With a manly pair of muttonchops and an implausible name, Engelbert Humperdinck emerged in the 1960s as an easy-listening romantic and a popular alternative to the new sounds of the British Invasion. He first hit the international pop charts with “Release Me,” and like his contemporary Tom Jones, Humperdinck concerts were greeted by female fans throwing lingerie to the stage.
The son of a British Army officer stationed in India, and the ninth of 10 children, his family returned to England when he was 11. As a young man, he took up singing and changed his name to Gerry Dorsey, though tuberculosis and a six-month hospital stay sidelined his career. He signed with manager Gordon Mills (who also represented Jones), who suggested an outlandish name change: Engelbert Humperdinck, the name of a 19th century German opera composer. The singer eventually made the name change legal.
In 1967, he scored a career-making hit with a remake of “Release Me” after performing as a last-minute fill-in guest on England's popular “Sunday Night at the London Palladium.” It was No. 1 in the UK for six consecutive weeks, keeping the Beatles' groundbreaking “Penny Lane”/”Strawberry Fields” single at bay. Humperdinck enjoyed more hits during the 60s and 70s, including “Can't Take My Eyes Off of You,” “The Last Waltz” and “Quando Quando Quando.”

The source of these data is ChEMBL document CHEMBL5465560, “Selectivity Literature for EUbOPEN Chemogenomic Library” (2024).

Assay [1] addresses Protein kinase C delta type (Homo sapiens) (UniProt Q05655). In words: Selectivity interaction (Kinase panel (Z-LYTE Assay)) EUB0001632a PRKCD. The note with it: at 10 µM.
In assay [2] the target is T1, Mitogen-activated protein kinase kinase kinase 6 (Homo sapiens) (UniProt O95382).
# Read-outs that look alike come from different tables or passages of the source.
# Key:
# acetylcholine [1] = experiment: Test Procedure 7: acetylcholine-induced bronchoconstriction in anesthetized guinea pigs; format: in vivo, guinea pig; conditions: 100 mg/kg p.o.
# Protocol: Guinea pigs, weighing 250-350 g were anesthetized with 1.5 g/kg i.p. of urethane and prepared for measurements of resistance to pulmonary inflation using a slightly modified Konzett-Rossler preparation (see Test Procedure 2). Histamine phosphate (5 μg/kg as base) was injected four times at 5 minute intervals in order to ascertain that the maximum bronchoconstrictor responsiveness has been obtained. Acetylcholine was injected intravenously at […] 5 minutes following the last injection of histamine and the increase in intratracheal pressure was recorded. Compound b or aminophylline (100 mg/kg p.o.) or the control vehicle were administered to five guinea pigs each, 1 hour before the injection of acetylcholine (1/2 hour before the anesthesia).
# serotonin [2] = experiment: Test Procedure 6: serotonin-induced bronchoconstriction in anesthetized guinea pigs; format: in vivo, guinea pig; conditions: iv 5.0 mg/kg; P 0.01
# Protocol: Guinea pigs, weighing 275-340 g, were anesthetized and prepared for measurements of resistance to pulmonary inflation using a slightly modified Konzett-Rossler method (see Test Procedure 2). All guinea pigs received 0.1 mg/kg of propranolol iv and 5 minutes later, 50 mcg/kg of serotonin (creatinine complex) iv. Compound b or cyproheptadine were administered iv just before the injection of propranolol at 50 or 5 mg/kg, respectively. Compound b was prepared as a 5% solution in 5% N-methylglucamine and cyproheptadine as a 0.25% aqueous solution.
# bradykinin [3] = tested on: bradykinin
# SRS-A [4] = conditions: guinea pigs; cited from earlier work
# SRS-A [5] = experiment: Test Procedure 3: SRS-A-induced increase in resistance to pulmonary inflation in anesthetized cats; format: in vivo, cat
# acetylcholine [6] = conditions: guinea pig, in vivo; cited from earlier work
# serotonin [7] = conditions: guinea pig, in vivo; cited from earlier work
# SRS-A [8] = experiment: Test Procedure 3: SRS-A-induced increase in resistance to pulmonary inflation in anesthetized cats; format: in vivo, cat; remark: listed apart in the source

During the ’70s and ’80s, he was the subject of paternity suits, and agreed to pay two women in Las Vegas and New York child support. In 1996, he recorded “Fly High, Lesbian Seagull” for the movie soundtrack of “Beavis and Butthead Do America.” In 2007, he celebrated his 40th anniversary as a performer with the album “The Winding Road,” featuring the work of several acclaimed British songwriters.
By the middle of 2010, and at age 74, Humperdinck was one of many music veterans to openly express interest in Simon Cowell's coveted seat on “American Idol.” He continues to perform 120 concerts a year internationally, and divides his time between homes in Leicester, England, and Los Angeles.
He was awarded a star on the Hollywood Walk of Fame in 1989.